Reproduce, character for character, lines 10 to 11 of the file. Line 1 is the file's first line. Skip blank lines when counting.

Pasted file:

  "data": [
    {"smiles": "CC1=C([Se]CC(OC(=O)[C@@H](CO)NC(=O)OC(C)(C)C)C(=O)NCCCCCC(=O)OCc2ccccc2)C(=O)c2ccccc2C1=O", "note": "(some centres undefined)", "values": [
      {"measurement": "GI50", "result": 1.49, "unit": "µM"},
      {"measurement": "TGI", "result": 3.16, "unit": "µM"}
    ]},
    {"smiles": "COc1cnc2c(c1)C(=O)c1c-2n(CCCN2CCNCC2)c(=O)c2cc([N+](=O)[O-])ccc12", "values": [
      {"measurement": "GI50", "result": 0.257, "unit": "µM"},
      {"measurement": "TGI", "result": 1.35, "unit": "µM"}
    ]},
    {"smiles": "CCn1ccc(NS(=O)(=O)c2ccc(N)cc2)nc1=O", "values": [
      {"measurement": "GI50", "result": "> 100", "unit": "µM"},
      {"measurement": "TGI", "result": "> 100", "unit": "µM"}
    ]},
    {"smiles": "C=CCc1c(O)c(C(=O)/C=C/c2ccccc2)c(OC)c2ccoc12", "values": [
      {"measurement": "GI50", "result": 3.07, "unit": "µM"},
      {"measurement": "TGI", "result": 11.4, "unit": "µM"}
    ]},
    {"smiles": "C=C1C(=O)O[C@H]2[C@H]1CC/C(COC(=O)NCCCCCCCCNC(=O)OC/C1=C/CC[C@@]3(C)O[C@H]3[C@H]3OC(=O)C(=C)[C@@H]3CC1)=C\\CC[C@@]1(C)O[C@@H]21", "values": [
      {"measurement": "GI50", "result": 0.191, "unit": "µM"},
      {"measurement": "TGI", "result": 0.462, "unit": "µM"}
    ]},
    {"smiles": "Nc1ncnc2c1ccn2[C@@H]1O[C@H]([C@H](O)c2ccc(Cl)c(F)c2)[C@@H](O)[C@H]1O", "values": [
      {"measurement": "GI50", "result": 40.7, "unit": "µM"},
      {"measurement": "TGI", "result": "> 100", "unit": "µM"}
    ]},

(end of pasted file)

    {"smiles": "CCn1ccc(NS(=O)(=O)c2ccc(N)cc2)nc1=O", "values": [
      {"measurement": "GI50", "result": "> 100", "unit": "µM"},